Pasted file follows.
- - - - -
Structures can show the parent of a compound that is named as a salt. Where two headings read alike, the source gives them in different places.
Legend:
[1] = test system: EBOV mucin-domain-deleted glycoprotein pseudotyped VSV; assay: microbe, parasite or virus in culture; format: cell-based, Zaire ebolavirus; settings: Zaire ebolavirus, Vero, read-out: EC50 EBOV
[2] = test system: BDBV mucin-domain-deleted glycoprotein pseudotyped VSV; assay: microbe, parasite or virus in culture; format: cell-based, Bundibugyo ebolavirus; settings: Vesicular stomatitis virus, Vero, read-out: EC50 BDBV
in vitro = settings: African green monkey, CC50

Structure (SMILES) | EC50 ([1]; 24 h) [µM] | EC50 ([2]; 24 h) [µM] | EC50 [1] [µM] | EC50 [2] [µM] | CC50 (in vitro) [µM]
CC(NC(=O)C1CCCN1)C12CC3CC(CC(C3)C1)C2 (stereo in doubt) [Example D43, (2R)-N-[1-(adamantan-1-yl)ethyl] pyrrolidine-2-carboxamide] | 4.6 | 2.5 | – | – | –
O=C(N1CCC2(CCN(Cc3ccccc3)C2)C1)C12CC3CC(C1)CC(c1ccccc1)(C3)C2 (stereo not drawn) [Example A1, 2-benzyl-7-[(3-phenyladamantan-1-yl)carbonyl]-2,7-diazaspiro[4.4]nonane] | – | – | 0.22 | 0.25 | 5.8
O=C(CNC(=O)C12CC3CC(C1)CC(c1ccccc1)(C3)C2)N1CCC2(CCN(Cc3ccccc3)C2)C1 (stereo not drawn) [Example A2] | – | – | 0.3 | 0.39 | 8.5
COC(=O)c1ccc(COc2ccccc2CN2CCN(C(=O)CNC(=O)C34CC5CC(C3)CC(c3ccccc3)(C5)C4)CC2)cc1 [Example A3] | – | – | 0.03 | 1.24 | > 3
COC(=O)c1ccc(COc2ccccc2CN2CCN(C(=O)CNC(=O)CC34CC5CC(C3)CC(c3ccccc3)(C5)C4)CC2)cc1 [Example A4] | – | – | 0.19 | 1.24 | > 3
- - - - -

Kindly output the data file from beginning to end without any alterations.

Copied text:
Structures can show the parent of a compound that is named as a salt. Where two headings read alike, the source gives them in different places.
Legend:
[1] = test system: EBOV mucin-domain-deleted glycoprotein pseudotyped VSV; assay: microbe, parasite or virus in culture; format: cell-based, Zaire ebolavirus; settings: Zaire ebolavirus, Vero, read-out: EC50 EBOV
[2] = test system: BDBV mucin-domain-deleted glycoprotein pseudotyped VSV; assay: microbe, parasite or virus in culture; format: cell-based, Bundibugyo ebolavirus; settings: Vesicular stomatitis virus, Vero, read-out: EC50 BDBV
in vitro = settings: African green monkey, CC50

Structure (SMILES) | EC50 ([1]; 24 h) [µM] | EC50 ([2]; 24 h) [µM] | EC50 [1] [µM] | EC50 [2] [µM] | CC50 (in vitro) [µM]
CC(NC(=O)C1CCCN1)C12CC3CC(CC(C3)C1)C2 (stereo in doubt) [Example D43, (2R)-N-[1-(adamantan-1-yl)ethyl] pyrrolidine-2-carboxamide] | 4.6 | 2.5 | – | – | –
O=C(N1CCC2(CCN(Cc3ccccc3)C2)C1)C12CC3CC(C1)CC(c1ccccc1)(C3)C2 (stereo not drawn) [Example A1, 2-benzyl-7-[(3-phenyladamantan-1-yl)carbonyl]-2,7-diazaspiro[4.4]nonane] | – | – | 0.22 | 0.25 | 5.8
O=C(CNC(=O)C12CC3CC(C1)CC(c1ccccc1)(C3)C2)N1CCC2(CCN(Cc3ccccc3)C2)C1 (stereo not drawn) [Example A2] | – | – | 0.3 | 0.39 | 8.5
COC(=O)c1ccc(COc2ccccc2CN2CCN(C(=O)CNC(=O)C34CC5CC(C3)CC(c3ccccc3)(C5)C4)CC2)cc1 [Example A3] | – | – | 0.03 | 1.24 | > 3
COC(=O)c1ccc(COc2ccccc2CN2CCN(C(=O)CNC(=O)CC34CC5CC(C3)CC(c3ccccc3)(C5)C4)CC2)cc1 [Example A4] | – | – | 0.19 | 1.24 | > 3